On Wednesday evening, Rep. Alexandria Ocasio-Cortez (D-NY) made headlines when she called House Speaker Nancy Pelosi “outright disrespectful” for the criticism she’s lately flung at the New York congresswoman and her so-called “squad” of freshman lawmakers—Reps. Ayanna Pressley (D-Mass.), Ilhan Omar (D-Minn.), and Rashida Tlaib (D-Mich.). “The persistent” mud-slinging, Ocasio-Cortez said in an interview with the Washington Post, read as an “explicit singling out of newly elected women of color.”
Rep. Lacy Clay (D-Mo.) accused his colleague of playing the “race card” and Pelosi said that other House Democrats “took offense to it” when reporters asked the House speaker about Ocasio-Cortez’s remarks during a Thursday news conference.
Ocasio-Cortez later clarified that she didn’t believe there was any racial animus behind Pelosi’s comments. Still, it was clear on Thursday at Netroots Nation, the annual conference of liberal organizers that serves as something like a vision board exercise for the left, that some leading progressive organizers have taken Ocasio-Cortez’s initial read on the situation to heart. To them, Pelosi’s words signaled that women of color are not welcome in the Democratic Party, which is politically dangerous ahead of an election cycle that will depend on support from brown and black female voters to keep a Democratic House and flip the Senate and White House.
“It’s a slap in the face to people like me,” Alex Rojas, the executive director of the Justice Democrats, the left-wing group that helped to recruit and elect Ocasio-Cortez, told me. “It says, ‘Hey, we don’t want young Latinas in Congress. We don’t want to diversify and change the way things have been done.’”
Hers was a particularly powerful sentiment given that just a few hours earlier, Rojas had participated in a panel discussion titled “How Primaries Build Power,” focused on how primarying incumbents can be an invaluable way to build a Congress that more clearly represents the increasingly brown and black America it serves. The panel featured exclusively political activists and organizers of color, something its participants told me was done intentionally to draw attention to its premise.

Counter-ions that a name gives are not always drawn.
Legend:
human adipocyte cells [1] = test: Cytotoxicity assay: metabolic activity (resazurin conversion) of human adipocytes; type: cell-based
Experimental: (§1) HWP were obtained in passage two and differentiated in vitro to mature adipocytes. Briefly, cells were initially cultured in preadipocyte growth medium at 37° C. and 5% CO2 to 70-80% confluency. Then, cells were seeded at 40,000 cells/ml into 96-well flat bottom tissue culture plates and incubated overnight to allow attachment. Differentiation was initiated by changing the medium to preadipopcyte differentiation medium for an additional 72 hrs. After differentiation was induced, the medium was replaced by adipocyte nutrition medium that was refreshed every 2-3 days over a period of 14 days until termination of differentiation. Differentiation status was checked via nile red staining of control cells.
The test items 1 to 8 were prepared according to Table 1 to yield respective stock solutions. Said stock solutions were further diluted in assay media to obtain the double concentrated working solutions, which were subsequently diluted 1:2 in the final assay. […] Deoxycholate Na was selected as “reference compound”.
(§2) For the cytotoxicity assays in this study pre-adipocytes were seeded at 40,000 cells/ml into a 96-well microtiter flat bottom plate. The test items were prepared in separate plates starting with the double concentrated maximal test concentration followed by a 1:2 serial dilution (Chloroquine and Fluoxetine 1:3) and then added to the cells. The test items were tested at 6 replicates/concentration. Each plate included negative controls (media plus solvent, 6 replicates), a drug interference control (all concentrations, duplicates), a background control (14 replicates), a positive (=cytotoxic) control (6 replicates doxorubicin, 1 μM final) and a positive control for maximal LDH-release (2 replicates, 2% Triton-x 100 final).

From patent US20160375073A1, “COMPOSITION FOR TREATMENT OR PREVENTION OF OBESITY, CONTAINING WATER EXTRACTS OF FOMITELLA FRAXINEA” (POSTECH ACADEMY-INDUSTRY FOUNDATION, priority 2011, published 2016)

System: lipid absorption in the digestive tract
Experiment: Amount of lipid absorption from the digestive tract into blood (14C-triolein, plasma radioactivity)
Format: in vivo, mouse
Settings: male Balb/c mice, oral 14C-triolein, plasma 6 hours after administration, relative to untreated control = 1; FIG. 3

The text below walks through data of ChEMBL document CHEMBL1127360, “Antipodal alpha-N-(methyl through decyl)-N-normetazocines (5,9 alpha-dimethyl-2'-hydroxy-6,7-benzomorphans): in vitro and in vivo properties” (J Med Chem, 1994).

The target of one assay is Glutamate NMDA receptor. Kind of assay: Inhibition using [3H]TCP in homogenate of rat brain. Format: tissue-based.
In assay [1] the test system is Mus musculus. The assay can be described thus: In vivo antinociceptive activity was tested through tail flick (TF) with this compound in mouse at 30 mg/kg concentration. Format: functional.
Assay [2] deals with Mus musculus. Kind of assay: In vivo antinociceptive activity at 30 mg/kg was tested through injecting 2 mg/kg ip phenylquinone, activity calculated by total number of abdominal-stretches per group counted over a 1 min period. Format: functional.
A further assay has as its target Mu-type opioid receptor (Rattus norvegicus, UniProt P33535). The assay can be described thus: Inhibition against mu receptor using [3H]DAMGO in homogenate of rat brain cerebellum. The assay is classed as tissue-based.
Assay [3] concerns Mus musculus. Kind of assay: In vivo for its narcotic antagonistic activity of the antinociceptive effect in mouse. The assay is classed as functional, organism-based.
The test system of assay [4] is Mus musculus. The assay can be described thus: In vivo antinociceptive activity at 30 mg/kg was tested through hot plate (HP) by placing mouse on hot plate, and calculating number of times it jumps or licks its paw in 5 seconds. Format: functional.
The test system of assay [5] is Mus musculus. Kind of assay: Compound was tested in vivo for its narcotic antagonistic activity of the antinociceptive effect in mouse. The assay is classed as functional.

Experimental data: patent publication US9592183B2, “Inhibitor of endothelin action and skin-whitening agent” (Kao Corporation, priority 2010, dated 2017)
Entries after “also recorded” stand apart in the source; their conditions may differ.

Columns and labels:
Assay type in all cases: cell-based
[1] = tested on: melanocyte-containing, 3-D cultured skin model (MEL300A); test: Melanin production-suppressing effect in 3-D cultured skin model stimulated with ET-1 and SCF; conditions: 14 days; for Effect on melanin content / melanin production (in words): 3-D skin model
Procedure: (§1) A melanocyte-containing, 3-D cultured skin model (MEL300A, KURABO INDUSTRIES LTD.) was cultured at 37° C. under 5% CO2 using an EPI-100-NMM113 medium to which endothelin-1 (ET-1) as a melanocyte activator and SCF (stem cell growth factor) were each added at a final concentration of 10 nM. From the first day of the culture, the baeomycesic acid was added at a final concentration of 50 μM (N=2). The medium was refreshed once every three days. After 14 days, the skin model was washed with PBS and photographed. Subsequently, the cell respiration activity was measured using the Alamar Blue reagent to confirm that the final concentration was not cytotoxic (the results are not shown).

During the panel, Rojas explained how the group’s support of Ocasio-Cortez was part of an effort to bring more lawmakers of color, reflecting their districts, into power. This cycle, Justice Democrats hopes to do the same in Texas’ 28th congressional district, where the group is backing Jessica Cisneros in her primary challenge to Rep. Henry Cuellar (D-Tex.).
Rojas’ take on the latest Pelosi-AOC dust-up was largely shared by the panel’s moderator, María Urbina, the national political director of Indivisible, which endorsed AOC and her three allies last fall. Urbina told me that Pelosi’s comments weren’t just a snipe at women of color—they were a bad look for the party. “Dismissing historic women of color does not recognize the tremendous leadership, vision, and contributions that these women bring not just to the Democratic party, but to the American people,” she said. “They’re speaking with clarity and courage, and they’re helping build a case for how we win next fall.”
Indeed, the issues nearest and dearest to the four female lawmakers have been at the center of the 2020 Democratic presidential primary. Single-payer health care, student debt forgiveness, and comprehensive immigration reform remain in the policy spotlight. Sens. Elizabeth Warren (D-Mass.) and Kamala Harris (D-Calif.), for example, have strengthened their campaigns with ambitious policies that align with the concerns Pressley, Ocasio-Cortez, Omar, and Tlaib share. Sen. Bernie Sanders (I-Vt.), meanwhile—who first brought many of those policies to prominence during his 2016 presidential run—has maintained his top-tier status by doubling down on them.